After the front door, the kitchen and bedroom are the two most important factors. Why is the kitchen so important? This is where the family’s food is stored, prepared and cooked. The energy of this room transfers to the residents and is directly connected to the emotional, physical well being and prosperity of the residents. A home with a good Feng Shui kitchen has happier and healthier residents. I see it all the time.
In the last 20 years I’ve read over a thousand books on Feng Shui and there is a lot of misinformation surrounding kitchens. Some of the more crazy things I’ve come across are:
- Myth: A stove with bad Feng Shui is burning away your money. Truth: Only if you are literally setting it on fire.
- Myth: Wrapping the sink drain pipes with red ribbon and always keeping my sink stopper in will prevent me from losing money. (I wish.)
- Myth: Displaying your knives in a standing wooden or magnetized knife block is bad Feng Shui and creates arguments. This falls under old wives tale or superstition.
Like most new home designs today I prefer the open concept kitchen attached to the Great Room. But is that good Feng Shui? It depends. The classics describe the ideal kitchen as placed at the back of the home, away from the front door and away from the areas of entertaining. This makes sense. Keep the cooking smells (and the servants back in the day) at the back. Even today in mansions and castles, the kitchen is a separate room.
If the only reason you have a kitchen is because it came with the house, does it still matter to the Feng Shui? Absolutely. Regardless of whether you use the kitchen or what style of kitchen you have, we must analyze with Forms. Always in Feng Shui, Forms, or physical location and environment, are evaluated before Formula. If the physical environment is negative and produces Sha Qi, the formulas based assessment isn’t able to produce a positive effect. So before you worry about anything, make sure your Forms are good.
Here are some guidelines to go by:
- The kitchen needs to be well maintained. Of all the rooms, the kitchen is most vulnerable to both stagnant (dirty) as well as volatile (fire, commotion) energies. Keep the room clean, organized, de cluttered and fix what’s broken.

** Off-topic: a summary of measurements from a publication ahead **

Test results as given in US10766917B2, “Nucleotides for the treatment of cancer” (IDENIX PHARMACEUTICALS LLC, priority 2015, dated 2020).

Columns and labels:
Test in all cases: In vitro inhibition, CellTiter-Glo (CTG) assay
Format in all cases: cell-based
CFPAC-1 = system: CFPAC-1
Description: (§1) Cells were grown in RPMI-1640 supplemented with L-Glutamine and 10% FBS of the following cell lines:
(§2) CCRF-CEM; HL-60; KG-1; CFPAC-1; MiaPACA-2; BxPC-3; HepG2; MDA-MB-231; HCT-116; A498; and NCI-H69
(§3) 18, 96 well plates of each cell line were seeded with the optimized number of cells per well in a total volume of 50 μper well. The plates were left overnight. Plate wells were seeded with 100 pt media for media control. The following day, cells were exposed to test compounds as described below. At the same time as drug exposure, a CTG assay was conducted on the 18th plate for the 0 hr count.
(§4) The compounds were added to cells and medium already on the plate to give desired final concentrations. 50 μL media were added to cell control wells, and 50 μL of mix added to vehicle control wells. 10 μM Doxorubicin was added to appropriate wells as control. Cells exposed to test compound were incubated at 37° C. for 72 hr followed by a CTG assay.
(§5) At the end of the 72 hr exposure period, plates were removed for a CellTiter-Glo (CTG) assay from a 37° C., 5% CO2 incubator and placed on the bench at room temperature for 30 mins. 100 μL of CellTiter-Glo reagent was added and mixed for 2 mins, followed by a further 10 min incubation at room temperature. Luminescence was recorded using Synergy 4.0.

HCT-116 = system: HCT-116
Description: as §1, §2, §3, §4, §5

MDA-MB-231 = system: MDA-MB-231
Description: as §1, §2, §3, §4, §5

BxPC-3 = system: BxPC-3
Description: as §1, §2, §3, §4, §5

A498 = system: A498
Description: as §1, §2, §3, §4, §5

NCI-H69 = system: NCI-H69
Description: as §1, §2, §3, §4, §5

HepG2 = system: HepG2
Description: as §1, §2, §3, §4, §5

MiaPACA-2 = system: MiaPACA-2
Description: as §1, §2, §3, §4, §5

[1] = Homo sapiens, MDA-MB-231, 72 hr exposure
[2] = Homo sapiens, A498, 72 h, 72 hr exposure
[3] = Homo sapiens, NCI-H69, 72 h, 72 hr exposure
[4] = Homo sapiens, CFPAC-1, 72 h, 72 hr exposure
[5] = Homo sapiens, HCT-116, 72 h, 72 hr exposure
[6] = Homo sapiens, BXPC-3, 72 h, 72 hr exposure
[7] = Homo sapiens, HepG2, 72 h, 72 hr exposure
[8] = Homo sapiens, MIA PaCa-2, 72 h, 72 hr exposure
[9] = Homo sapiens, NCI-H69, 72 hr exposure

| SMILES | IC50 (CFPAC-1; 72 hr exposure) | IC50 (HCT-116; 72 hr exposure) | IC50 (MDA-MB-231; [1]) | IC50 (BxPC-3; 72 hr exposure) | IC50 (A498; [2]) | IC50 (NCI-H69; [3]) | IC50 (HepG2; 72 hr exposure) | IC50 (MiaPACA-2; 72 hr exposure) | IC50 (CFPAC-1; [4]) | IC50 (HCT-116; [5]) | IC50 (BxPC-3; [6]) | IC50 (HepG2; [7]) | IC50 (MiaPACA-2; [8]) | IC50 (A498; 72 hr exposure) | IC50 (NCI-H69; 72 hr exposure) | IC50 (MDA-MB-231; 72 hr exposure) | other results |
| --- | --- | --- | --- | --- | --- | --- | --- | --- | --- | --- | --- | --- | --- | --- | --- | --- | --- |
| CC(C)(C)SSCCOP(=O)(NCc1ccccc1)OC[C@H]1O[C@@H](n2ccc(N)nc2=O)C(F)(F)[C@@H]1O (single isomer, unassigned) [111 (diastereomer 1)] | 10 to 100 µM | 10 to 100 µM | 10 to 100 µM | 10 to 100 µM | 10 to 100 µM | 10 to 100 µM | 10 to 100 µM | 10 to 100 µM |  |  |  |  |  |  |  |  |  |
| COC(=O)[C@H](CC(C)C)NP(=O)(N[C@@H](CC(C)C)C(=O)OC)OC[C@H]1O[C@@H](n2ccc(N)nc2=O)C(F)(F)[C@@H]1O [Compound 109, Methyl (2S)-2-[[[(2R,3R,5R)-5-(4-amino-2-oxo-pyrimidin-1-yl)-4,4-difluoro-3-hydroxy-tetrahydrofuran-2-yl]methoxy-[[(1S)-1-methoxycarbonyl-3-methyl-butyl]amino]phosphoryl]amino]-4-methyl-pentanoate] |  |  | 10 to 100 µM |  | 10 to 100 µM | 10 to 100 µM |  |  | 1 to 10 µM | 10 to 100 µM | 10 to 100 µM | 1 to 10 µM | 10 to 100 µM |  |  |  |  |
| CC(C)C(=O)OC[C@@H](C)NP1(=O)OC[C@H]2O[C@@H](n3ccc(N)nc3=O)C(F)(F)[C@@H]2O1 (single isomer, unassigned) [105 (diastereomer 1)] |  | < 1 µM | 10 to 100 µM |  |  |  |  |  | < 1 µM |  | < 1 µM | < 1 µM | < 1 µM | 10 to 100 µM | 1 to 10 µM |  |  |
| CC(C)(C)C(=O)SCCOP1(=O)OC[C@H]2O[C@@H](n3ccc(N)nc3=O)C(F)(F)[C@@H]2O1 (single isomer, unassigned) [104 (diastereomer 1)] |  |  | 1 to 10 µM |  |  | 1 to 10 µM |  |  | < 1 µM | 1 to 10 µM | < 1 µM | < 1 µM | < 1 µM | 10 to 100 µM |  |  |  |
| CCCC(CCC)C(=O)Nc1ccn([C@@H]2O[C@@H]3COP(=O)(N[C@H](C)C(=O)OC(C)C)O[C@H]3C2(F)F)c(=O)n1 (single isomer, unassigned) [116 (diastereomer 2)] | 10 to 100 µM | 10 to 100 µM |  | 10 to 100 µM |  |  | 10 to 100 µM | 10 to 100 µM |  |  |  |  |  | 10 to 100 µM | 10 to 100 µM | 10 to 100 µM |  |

- The kitchen should never be located in the centre of the home. The middle section of the home is where the ‘heart’ resides. Placing your kitchen here will metaphorically burn the heart of the house (resulting in emotionally unhappy people).
- Avoid a Fire and Water Clash. The stove is Fire, the sink is Water. The kitchen sink located next to the stove or directly opposite one another, while convenient, creates a Fire and Water element clash and brings about negative consequences to the emotions and health of the residents.
- The stove must always be located against a wall for stability. Island cooktops are not good Feng Shui.
- Do not locate the stove below an exposed ceiling beam. Suppressing Qi from the beam above disturbs the energy enough to have a serious negative impact.
- No problem if your fridge and stove are located next to each other. Your fridge is not considered a water element thus no fire/water clash.
Location of Kitchen and Stove
The most suitable location for the kitchen and stove, along with building design and Forms assessment, is determined using the Eight Mansions House Gua system. Eight Mansions Formula is based on the buildings sitting compass direction. There are four positive and four negative locations. The kitchen should be located in a negative sector of the house based on the House Gua. According to the ancient classics, the kitchen is located in a negative sector as it has the capacity to suppress negative Qi.
If you wish to learn more about Eight Mansions and Feng Shui, we have on demand and live study options available. To learn what’s best for you, book a discovery call with Marlyna contact via email.
Image courtesy of flickr.com/statefarm